Lesleigh W. Monahan, Esq. is a partner in the Lakewood firm of Polidori, Franklin & Monahan, LLC. Ms. Monahan has been practicing law exclusively in domestic relations since 1988. She received her Juris Doctor degree from the University of Colorado School of Law in 1987. Ms. Monahan has repeatedly been recognized for her accomplishments, and is a frequent speaker at continuing legal education programs. She was admitted as a Fellow in the American Academy of Matrimonial Lawyers in 2004 and was president of the Colorado chapter in 2011/2012. Ms. Monahan is also a member of the CBA Family Law Section, and was chair of that section’s executive council in 2002-2003.

The opinions and views expressed by Featured Bloggers on CBA-CLE Legal Connection do not necessarily represent the opinions and views of the Colorado Bar Association, the Denver Bar Association, or CBA-CLE, and should not be construed as such.

Deadline Extended to Nominate Individuals for DBA Awards

The Denver Bar Association seeks nominations for its annual awards – the DBA Award of Merit, Judicial Excellence Award, Young Lawyer of the Year, Volunteer Lawyer of the Year, and Education in the Legal Community awards. The deadline for nominations has been extended to Monday, February 3, 2014.

Nominate an attorney by submitting a statement of why the nominee deserves the honor. The statement need not be a complete essay; just provide a few salient points and the committee will follow up with the nominator and nominee for complete details. You can complete and submit a nomination form online or send your nomination by email to Heather Clark. The committee will consider involvement with the DBA, community contributions outside the bar associations, career history and accomplishments. 

Click here for more information on the DBA awards and for links to nomination forms.

Tenth Circuit: Summary Judgment for Employer Reversed on FMLA and ADA Claims

The Tenth Circuit Court of Appeals published its opinion in Smothers v. Solvay Chemicals, Inc. on Tuesday, January 21, 2014.

Steven Smothers worked for Solvay Chemical, Inc. (“Solvay”) for 18 years until Solvay fired him, ostensibly because of a first-time safety violation and a dispute with a coworker. He sued Solvay, claiming the company’s true motivations were retaliation for taking medical leave from work, in violation of the Family Medical Leave Act (“FMLA”), and discrimination on the basis of his medical disability, in violation of the Americans with Disabilities Act (“ADA”). He also brought a state law claim for breach of implied contract. The district court granted summary judgment for Solvay on his FMLA and ADA claims and on his state law claim for breach of implied contract.

Smothers sought and was granted FMLA leave from Solvay for intermittent absences caused by severe neck and back pain. Solvay considered him an excellent, reliable mechanic with strong job knowledge, but managers and coworkers complained about his FMLA-protected absences.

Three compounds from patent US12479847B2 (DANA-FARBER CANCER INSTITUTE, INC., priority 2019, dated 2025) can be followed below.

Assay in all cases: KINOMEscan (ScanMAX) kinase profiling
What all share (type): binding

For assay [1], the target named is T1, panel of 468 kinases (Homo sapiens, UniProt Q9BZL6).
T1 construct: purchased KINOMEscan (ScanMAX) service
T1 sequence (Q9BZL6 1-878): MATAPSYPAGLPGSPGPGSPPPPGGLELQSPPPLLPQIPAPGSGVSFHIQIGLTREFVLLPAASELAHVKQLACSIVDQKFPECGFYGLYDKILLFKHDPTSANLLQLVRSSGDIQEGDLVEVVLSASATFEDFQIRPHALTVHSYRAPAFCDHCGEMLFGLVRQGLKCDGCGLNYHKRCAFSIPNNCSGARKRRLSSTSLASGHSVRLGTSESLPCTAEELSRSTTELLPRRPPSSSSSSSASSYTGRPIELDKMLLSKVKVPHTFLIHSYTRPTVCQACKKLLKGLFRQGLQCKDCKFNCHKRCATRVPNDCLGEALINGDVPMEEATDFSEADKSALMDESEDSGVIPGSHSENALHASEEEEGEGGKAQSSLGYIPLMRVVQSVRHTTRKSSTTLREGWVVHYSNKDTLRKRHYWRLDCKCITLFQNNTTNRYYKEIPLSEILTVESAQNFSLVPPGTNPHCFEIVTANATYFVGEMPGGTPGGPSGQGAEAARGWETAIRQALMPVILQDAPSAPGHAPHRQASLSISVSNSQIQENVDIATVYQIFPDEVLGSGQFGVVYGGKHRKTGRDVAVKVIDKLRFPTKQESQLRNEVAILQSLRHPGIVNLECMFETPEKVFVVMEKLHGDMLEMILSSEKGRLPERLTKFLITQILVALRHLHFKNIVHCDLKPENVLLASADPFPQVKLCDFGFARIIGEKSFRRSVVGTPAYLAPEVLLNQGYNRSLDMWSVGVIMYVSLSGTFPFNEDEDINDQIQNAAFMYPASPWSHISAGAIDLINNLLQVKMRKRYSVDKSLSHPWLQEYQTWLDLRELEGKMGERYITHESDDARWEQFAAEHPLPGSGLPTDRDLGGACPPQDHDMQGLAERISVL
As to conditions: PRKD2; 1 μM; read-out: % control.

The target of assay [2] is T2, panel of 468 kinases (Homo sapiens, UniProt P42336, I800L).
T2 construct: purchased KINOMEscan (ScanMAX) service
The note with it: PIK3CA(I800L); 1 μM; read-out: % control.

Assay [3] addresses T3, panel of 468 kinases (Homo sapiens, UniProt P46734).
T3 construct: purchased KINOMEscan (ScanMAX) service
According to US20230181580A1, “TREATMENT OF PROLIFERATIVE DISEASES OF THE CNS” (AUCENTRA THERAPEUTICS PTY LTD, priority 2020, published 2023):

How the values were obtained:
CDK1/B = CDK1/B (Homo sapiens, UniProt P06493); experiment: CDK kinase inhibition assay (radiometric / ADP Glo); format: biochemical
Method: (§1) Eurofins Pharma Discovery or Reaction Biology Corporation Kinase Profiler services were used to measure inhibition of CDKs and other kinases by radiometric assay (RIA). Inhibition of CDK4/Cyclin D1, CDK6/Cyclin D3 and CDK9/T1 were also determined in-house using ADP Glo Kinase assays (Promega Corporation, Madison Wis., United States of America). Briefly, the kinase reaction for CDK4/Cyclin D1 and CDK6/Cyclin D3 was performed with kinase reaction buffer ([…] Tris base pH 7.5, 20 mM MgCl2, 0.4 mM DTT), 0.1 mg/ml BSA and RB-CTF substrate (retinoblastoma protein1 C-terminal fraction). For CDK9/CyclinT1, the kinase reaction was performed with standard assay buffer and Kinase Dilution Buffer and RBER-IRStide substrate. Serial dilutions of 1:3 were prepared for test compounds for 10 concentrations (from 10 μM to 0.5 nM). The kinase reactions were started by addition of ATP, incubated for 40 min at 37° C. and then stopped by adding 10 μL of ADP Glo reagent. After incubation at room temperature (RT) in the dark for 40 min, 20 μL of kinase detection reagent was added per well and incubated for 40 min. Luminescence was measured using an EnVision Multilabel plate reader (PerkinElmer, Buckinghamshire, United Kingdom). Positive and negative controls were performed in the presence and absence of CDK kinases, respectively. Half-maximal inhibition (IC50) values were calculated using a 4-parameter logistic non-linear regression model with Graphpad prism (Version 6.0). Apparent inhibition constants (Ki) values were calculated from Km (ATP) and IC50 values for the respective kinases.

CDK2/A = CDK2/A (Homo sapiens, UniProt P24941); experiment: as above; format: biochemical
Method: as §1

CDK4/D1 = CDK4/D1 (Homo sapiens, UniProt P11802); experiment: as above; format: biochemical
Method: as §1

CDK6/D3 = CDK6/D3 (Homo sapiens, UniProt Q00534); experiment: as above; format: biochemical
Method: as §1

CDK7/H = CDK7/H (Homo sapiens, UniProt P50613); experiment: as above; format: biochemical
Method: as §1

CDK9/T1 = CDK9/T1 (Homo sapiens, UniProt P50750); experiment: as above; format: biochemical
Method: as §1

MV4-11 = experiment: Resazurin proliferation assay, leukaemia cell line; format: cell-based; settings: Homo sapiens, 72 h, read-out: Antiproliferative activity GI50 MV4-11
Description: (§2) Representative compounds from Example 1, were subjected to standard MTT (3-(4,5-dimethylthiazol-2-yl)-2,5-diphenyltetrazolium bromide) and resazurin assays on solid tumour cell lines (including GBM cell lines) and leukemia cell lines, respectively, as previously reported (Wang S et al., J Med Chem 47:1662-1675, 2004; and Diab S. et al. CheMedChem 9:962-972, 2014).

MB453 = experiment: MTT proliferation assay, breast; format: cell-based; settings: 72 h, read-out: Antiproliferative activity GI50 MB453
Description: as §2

The Tenth Circuit held that Smothers met his prima facie burden on his FMLA and ADA claims and presented a genuine dispute of material fact as to whether Solvay’s stated purpose for firing him was pretextual. After viewing the evidence in Smothers’ favor, it showed that: (1) Solvay treated Smothers differently from similarly situated employees who committed comparable safety violations; (2) Solvay’s investigation into Smothers’ quarrel with Mahaffey was inadequate; and (3) Solvay managers previously took negative action against Smothers because of his FMLA-protected absences. Together these grounds create a triable issue of fact as to whether Mr. Smothers’ FMLA leave was a substantial motivation in Solvay’s decision to fire him.

The court rejected Solvay’s argument that the group of decision makers who fired Smothers was different from groups that disciplined other employees. The court held that requiring absolute congruence of decision maker members “would too easily enable employers to evade liability for violation of federal employment laws. The district court erroneously rejected Mr. Smothers’ pretext argument by insisting that the composition of the decision maker groups be precisely the same in every relevant disciplinary decision. We disagree because there is more than enough overlap to conclude the employees identified here were similarly situated to Mr. Smothers.”

The court also rejected Solvay’s argument that evidence of previous negative comments and actions about Smother’s FMLA leave were irrelevant to support his FMLA claims as they did not qualify as adverse employment actions. These incidents were relevant to a pretext inquiry, even if they could not be used to directly support a retaliation claim.

The court reversed the grant of summary judgment to Solvay on the FMLA and ADA claims, and affirmed on the state law claim of breach of contract as Smothers failed to show how the decision to discharge him violated the terms of Solvay’s handbook.

Tenth Circuit: Traffic Stop and Search Did Not Violate Fourth Amendment

The Tenth Circuit Court of Appeals published its opinion in United States v. Harmon on Tuesday, January 21, 2014.

Mr. Harmon, the appellant in this case, was driving a car across New Mexico with drugs in his spare tire. After weaving within his lane and crossing the fog line, Officer Lucero decided to stop the car on suspicion of violating a New Mexico statute that requires a driver to stay in his or her lane. During the traffic stop, the officer discovered the drugs, and Mr. Harmon was arrested and charged with possession with intent to distribute 500 grams or more of cocaine and possession with intent to distribute 50 kilograms of marijuana.

He moved to suppress the evidence before trial, but the district court denied that motion. On appeal, the Tenth Circuit was asked to decide, among other things, whether the stop was reasonable under the Fourth Amendment.

On appeal, Mr. Harmon made the following arguments: (1) that Officer Lucero lacked sufficient reasonable suspicion to make the initial traffic stop; (2) that the scope of the search exceeded the initial justification for the stop; (3) that his motion to reopen ought to have been granted in light of Officer Lucero’s behavior in another case the Officer was involved in; and (4) that he received ineffective assistance of counsel in entering into his plea agreement.